I never thought I would write this, let alone publish it under my name — because nobody wants to be the person to admit someone who was supposed to love and respect you… didn’t.
But more importantly, it hurts to admit it is hard to let this person go.
Yes, yes, I know. Every self-help article on the topics of abuse, neglect, improper treatment in a friendship or relationship, or similar situations, will tell you to get out of that situation, to leave that person.
And yes, I understand this advice is sound.
But, I never knew how hard it was to escape from this until I had to let go of a relationship that turned toxic in my own life — and it has been a struggle I didn’t think I had the strength to fight.
In the dictionary, it says abuse can span many categories, from physical, emotional, mental, to outright neglect.
For me, it was more of a relationship turned toxic than abuse — I never thought it was a relationship I should leave because it didn’t look on the outside like the one I had been so well-taught to leave if it became abusive.
I knew if someone was abusing me — I should leave.But, how about disrespecting me, or showing me they simply do not care about or value me in the way I should be valued?
That was muddy water I was not sure how to navigate.
And, something important to note: someone doesn’t have to full-on abuse you for it to be considered an unhealthy relationship — and this can happen in any type of relationship — romantic or not.
It could be someone manipulating you to get their way. Or not respecting your boundaries. Or it could be someone who doesn’t honor you — who, when your very heart was on the line, when you needed someone to stand up for you more than ever, threw you to the dogs to save their reputation.
Someone who doesn’t value you as a person, and they make it clear through their words and actions.
This person was supposed to care for you, at least they swore to the moon and back they did.
Yet, they so clearly show with their actions that they don’t.
And this type of thing doesn’t just happen in romantic relationships, it can happen in any type of relationship: friend, family member, professional, you name it. For me, it was not a romantic relationship I held on to for too long, rather another one. In this type of relationship, the disrespect was difficult to spot — it was difficult to convince myself this person didn’t care for me because they always seemed to hang around just enough to make it seem like they did.
Help, I still love this person.
The hardest part was not in recognizing this relationship was unhealthy.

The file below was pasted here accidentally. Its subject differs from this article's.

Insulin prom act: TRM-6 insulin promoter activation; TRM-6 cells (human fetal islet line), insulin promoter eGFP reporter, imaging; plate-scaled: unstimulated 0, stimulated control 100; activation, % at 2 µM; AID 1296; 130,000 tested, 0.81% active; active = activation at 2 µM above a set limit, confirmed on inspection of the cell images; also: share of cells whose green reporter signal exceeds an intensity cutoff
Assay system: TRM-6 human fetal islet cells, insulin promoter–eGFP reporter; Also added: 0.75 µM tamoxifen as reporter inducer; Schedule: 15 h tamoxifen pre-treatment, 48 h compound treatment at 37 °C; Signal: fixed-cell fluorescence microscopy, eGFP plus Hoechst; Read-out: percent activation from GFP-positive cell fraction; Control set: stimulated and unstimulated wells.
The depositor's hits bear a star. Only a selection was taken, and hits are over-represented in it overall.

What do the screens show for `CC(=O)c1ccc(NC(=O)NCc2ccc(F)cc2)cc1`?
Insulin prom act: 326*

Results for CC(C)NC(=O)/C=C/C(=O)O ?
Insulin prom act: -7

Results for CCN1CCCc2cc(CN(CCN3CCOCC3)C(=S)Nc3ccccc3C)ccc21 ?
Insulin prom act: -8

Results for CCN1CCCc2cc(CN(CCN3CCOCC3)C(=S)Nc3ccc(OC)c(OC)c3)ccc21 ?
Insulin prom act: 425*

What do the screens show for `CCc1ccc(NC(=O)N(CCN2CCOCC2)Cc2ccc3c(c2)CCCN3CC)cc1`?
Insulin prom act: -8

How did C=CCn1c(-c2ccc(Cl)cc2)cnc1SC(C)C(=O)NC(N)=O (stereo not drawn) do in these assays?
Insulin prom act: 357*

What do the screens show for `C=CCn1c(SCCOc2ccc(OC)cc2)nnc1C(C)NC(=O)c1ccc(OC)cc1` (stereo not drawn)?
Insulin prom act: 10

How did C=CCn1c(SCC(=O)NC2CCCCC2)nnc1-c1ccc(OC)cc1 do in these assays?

The hardest part was in letting this person go — and convincing myself I deserved better treatment than their crap that they so convincingly lead me to believe I deserved.
I didn’t want to believe it. I didn’t want to believe that my own judgement was clouded — that I didn’t see this coming. Why couldn’t I be smarter, wiser, etc. to prevent myself from keeping a relationship like that?
What does that say of me, that I must be crap and therefore attract relationships that are crap, or why else would this happen to me… I must have deserved it.
I’ve learned from friends and experts on this that no one deserves this or any mistreatment — ever. Yet, it is so hard not to blame myself for not running sooner.
But the fact is, I am ashamed.
I am ashamed.
I am ashamed, because I still want to love this person.
Over and over again, I have looked at the facts. Over and over again, I have laid the past out in front of me and pointed to the numerous cases that show this person is not healthy for me.
Yet, I can’t seem to let them go.
My mind is lying to me, playing tricks.
Because every time I speak to them again, I want to care for them.
They show their true colors, my heart shatters a bit more, and I come crashing back to planet Earth. Yet, this time a little more numb, a little less trusting.
If I could stop loving this person, I would.
Because this is affecting every relationship in my life.
I run far from the people who are there for me and run close to those who will never be.
My heart is broken and blue from the mistreatment I’ve enacted upon it — because that’s what I’m used to, that’s what I’ve been taught.
And honestly, I can’t tell a friend from a foe anymore.
I automatically think that anyone who wants to be my friend is just using me — manipulating my heart like it’s been misused so much before.
I think: (as I so vividly remember how this person swore they would be there for me) that anyone who says they’ll have my back will stab it like this person did.
Honestly, I don’t know how to get over this.
Because loving someone who views you as worthless starts to make you think those same thoughts about yourself.
And it’s embarrassing to admit that.
But I guess the first step is admitting it. Check.
Then I guess the second step is making an appointment with a professional to try and get solid, sound advice from someone who is trained to help you. Double check.
Well, naturally, the third step is to write sad music about this person and… (ok, kidding! Unless that helps you, which honestly, it helps me to channel my emotions through music at times. 🙂 Triple check.
And the fourth step is to realize that, no matter how that person treated you, it does not reflect your worth as a person whatsoever. No amount of abuse, dishonor, neglect, broken promises, missed dates, lies, manipulation, or anything under the sun can take away your worth and value as a person.
You deserve to be treated with respect and love. Don’t let anyone’s mistreatment of you let you think otherwise. And I promise again I’ll try as well.